Wednesday, March 29, 2006

Upside-down flag, US in distress.

This is supposed to make me understand that rampant illegal immigration is not a problem and that our porous borders should stay that way? Hundreds of thousands of protestors have hit the streets recently to protest the Government’s “racist” attempts to uphold the laws of our nation, that being the United States, not Mexico, BTW. Apparently many are more supportive of Mexico than of the United States. For my part I plan to patrol the New Mexico border in April as part of the Minute Man Project.

You really can’t get less than around 5% unemployment. People will voluntarily leave the job market for a variety of reasons such as to go back to school or spend more time with the family. Since we are at or very near full employment I support legal immigration to fill jobs that obviously need filling. Key word here is legal. I want to know who is coming in and that they will be an asset and not a burden. Those who wish to exploit illegal immigrants, be they businesses or political entities like MEChA that wish to swell their numbers and therefore their power make me sick. As legal immigrants many Mexican workers would have a far better life than they do when marginalized by their illegal status. They would be better compensated for their labor. They would be protected the same as any American worker by the many labor friendly policies the Government has such as OSHA standards and such. They would not have to fear seeking police or other law enforcement protection. Yet the very people who claim to be advocates for Mexican workers are the ones that want to keep them illegal. Who are the real racists here?

That is not the reason I became a Minuteman however. I want secure borders because in today’s terrorist environment to not have secure borders is stupid and suicidal. Yet those people who are champions of the downtrodden Mexican laborer seem to have no problem with letting terrorist stroll across the border and maybe bomb L.A. Again, if it will increase their political power they don’t seem too concerned. Let me end with a warning to pandering politicians, many Hispanics besides me don’t favor open borders because many Hispanics are loyal Americans and realize the dangers open borders pose to our country.

Wednesday, March 15, 2006

Put your lives in the left's hands.

There are two very good articles in National Review Online today that, while focused on two different stories, when in juxtaposition highlight the left’s dangerous stand when it comes to national security and the war on terror. The first article by Byron York focuses on a secret FISA Court of Review. The Court of Review is a process that allows parties to appeal decisions made by the FICA Court. After the Patriot Act was passed tearing down Janet Reno’s wall keeping police agencies from cooperating with intelligence agencies the FICA Court attempted to in effect keep the wall up. The result of the review:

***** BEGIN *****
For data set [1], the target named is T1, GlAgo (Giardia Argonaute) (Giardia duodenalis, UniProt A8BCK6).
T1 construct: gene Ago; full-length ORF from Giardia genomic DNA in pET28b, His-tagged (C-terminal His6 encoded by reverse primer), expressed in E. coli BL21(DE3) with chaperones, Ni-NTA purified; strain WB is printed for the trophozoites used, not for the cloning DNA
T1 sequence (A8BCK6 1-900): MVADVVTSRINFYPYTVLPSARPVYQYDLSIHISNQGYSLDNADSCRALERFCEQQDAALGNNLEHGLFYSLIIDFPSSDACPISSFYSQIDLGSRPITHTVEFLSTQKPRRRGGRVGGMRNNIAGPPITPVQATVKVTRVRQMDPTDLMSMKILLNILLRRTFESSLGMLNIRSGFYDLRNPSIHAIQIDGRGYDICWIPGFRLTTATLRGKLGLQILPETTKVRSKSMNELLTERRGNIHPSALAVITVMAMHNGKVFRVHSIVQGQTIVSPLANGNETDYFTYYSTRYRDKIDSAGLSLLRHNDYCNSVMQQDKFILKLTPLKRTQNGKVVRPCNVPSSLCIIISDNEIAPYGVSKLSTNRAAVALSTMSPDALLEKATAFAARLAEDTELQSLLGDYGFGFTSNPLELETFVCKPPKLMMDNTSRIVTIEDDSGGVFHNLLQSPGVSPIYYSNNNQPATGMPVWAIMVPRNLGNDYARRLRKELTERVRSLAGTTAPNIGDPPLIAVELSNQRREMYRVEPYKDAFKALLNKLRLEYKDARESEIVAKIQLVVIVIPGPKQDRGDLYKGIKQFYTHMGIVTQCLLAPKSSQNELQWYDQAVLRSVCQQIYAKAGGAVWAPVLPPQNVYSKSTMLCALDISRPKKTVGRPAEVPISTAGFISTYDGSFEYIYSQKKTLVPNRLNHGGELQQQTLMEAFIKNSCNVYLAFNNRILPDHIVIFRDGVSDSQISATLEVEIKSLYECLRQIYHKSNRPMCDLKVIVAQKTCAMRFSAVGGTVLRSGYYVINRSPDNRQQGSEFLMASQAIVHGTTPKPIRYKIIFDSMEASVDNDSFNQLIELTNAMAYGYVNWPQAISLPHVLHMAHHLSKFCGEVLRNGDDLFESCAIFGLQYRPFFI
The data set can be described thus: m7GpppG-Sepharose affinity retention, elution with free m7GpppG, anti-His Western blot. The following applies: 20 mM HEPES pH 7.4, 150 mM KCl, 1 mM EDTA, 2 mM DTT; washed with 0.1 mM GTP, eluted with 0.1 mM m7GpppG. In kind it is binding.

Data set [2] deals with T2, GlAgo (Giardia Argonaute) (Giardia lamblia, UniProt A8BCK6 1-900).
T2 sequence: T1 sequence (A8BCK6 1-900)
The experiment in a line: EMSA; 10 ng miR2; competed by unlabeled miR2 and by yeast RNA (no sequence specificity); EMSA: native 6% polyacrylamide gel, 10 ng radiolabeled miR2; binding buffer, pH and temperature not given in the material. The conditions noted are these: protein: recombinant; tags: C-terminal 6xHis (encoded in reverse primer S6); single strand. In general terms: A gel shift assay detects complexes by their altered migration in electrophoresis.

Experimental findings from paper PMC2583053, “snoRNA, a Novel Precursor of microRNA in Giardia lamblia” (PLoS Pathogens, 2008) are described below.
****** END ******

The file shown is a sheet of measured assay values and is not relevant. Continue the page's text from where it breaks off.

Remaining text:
In its opinion, the Court of Review said the FISA Court had, in effect, attempted to unilaterally impose the old 1995 rules. "In doing so, the FISA Court erred," the ruling read. "It did not provide any constitutional basis for its action — we think there is none — and misconstrued the main statutory provision on which it relied." The FISA Court, according to the ruling, "refus[ed] to consider the legal significance of the Patriot Act's crucial amendments" and "may well have exceeded the constitutional bounds" governing the courts by asserting "authority to govern the internal organization and investigative procedures of the Department of Justice."
This is the FISA court that the left wants to hand over authority for war time surveillance to. Beyond that:
And then the Court of Review did one more thing, something that has repercussions in today's surveillance controversy. Not only could the FISA Court not tell the president how do to his work, the Court of Review said, but the president also had the "inherent authority" under the Constitution to conduct needed surveillance without obtaining any warrant — from the FISA Court or anyone else. Referring to an earlier case, known as Truong, which dealt with surveillance before FISA was passed, the Court of Review wrote: "The Truong court, as did all the other courts to have decided the issue, held that the President did have inherent authority to conduct warrantless searches to obtain foreign intelligence information. . . . We take for granted that the President does have that authority and, assuming that is so, FISA could not encroach on the President's constitutional power."
I don’t believe that in the CYA climate that we live in any politician is going to do anything without the approval of a host of lawyers. Yet the left believes that any lie repeated often enough will be believed. Now First Amendment killer Feingold is trying to censure the President over the “illegal wire taps”:
When the President of the United States breaks the law, he must be held accountable.
BTW how did he vote on the Clinton impeachment? No one is attempting to make the case that Clinton didn’t break the law. Anyway the second article by James S. Robbins discusses the brilliant effort by Al Qaeda to stage a Tet like attack on the American and British embassies in the Green Zone. He notes:
Imagine news coverage of al Qaeda fighters in the American embassy. The story line would be irresistible — Tet Offensive, the Sequel. The press is already fixated on comparing the Iraq war to Vietnam, despite the numerous and significant differences. An attack like this, a surprise urban guerilla assault on a key symbol of American power, would immediately be cast as a replay of the January 31, 1968, Viet Cong attack on the U.S. embassy in Saigon.
Tet was a military failure as was the attack on the American Embassy, one small battle of the offensive. Nevertheless it was the beginning of the end of American support for South Vietnam. Al Qaeda well knows this as Robbins points out:
Prussian military theorist Karl von Clausewitz famously posited a “trinity” essential for the successful prosecution of war — synchronization between three necessary elements; the fighting forces, the political leadership, and the national will. The terrorists realize they cannot defeat our military, nor sway our (current) leaders, so they seek to strike at our only vulnerability, our national commitment to continue to prosecute the struggle.
Just as North Vietnamese General Vo Nguyen Giap credits people like John Kerry with his victory over America, so does Al Qaeda recognize the value of people like, well, John Kerry in their effort to win in Iraq and in the WOT in general.

What is exactly at work here? Is the left so anti-American, anti-military, or anti-Bush that they will undercut the WOT at every turn? Is it just a path back into power? They were supposed to outline their positions on nation policy back in November and still haven’t done so. Is their only position that Bush is always wrong, with no alternatives of their own? Shall we trust them with our security, our lives and the lives of our loved ones? I know I’m preaching to the choir here but why is this so difficult for others to see? My only conclusion is that the “repeat a lie” theory works, especially if you have a biased MSM as your propaganda tool.